Can a Man Be Charged for Indecent Exposure in His Own Kitchen?

It is 2 am, a woman, home in her own kitchen, is working away on her computer for her second job.  She pauses and sees, across the 20-foot-wide breezeway, her neighbor’s light turn on.  Suddenly she looks over and sees the figure of her neighbor, Eduardo Navarro, fully naked, his penis in full view, moving with his body.

They make eye conduct and she can see through the blinds that are down, but there are broken blinds and gaps that allowed her to see.

Scared, she moves away and heads to bed.

The next evening at 8:20 pm, she sees Mr. Navarro again – naked – this time, touching his penis, moving it around.

Scared again, this time she gets angry and calls 911.

“It was dark and suddenly there was a light at 2 am,” said the 32-year-old, who had been living in her apartment for three years with her husband.  “He was naked.”

She explained that “his blind was partially broken” and she could see through “the gap between the blinds” and well as the gap between the window’s edge and his blinds.

She said, “He was looking at me.”  He seemed to smile and look down.

“He was showing it to me – wiggling it to me,” she said.  “I was so scared, I turned off my laptop and went to bed.”

For the defense, represented by Public Defender Diamond Ward, this case was about “mistakes.”  She said, “We all make mistakes.”  And she argued that “the complaining witness is mistaken about what she saw happening.”

Mr. Navarro, Ms. Ward explained, is 36 years old, living in a studio apartment with his brother.  They have lived in this apartment for the last 11 to 12 years.  The complaining witness moved into the apartment in 2015.

For three years, they have been neighbors.  They have never had a problem.  They are on friendly terms.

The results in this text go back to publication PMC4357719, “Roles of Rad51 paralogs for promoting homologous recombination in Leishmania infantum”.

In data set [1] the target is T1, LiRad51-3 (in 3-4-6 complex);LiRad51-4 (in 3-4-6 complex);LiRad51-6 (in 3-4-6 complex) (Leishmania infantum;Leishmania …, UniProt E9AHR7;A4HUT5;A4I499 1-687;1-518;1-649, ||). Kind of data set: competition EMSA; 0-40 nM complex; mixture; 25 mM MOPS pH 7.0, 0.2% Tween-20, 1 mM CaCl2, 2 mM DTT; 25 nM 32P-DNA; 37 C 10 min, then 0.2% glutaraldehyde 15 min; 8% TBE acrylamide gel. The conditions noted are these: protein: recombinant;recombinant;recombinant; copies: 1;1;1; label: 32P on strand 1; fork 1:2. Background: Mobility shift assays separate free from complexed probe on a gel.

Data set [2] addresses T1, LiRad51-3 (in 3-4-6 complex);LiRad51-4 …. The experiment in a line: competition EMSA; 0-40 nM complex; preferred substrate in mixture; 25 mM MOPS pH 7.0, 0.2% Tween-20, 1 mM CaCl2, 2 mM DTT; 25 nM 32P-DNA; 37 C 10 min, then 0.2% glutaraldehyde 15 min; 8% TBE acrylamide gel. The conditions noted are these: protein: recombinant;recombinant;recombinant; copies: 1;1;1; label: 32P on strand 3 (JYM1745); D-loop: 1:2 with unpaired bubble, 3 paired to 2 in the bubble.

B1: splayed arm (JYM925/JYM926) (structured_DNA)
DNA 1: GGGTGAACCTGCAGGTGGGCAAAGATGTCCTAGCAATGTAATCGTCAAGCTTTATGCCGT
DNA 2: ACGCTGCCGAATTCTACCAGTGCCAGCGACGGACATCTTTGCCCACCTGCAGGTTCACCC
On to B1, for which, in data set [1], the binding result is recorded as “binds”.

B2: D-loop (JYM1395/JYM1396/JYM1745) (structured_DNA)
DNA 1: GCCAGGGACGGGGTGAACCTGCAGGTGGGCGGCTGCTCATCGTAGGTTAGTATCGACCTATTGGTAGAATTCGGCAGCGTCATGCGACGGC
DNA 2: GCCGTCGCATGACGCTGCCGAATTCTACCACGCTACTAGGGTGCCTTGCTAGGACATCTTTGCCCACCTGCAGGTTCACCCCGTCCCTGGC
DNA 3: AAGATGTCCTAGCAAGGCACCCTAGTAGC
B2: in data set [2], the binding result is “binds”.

The defense attorney argued that Mr. Navarro’s blinds were closed.  Somehow, she argued, the complaining witness was able to look through small gaps in the blinds when his lights were off and there was no light in the 20-foot-wide breezeway that separates their kitchens.

She argued that there was no evidence to show that Mr. Navarro was inappropriate with the complaining witnesses.  She argued that the prosecution can’t prove that Mr. Navarro intended to draw public attention to his penis.

Instead, she argued that Mr. Navarro was living his everyday life in the comfort of his own home and was completely unaware of the problem until police arrived at his door.

“It’s not a crime to be naked at home with the blinds closed and the lights off,” Ms. Ward said.  “Mr. Navarro is truly an innocent man.”

—David M. Greenwald reporting


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About The Author

David Greenwald is the founder, editor, and executive director of the Davis Vanguard. He founded the Vanguard in 2006. David Greenwald moved to Davis in 1996 to attend Graduate School at UC Davis in Political Science. He lives in South Davis with his wife Cecilia Escamilla Greenwald and three children.

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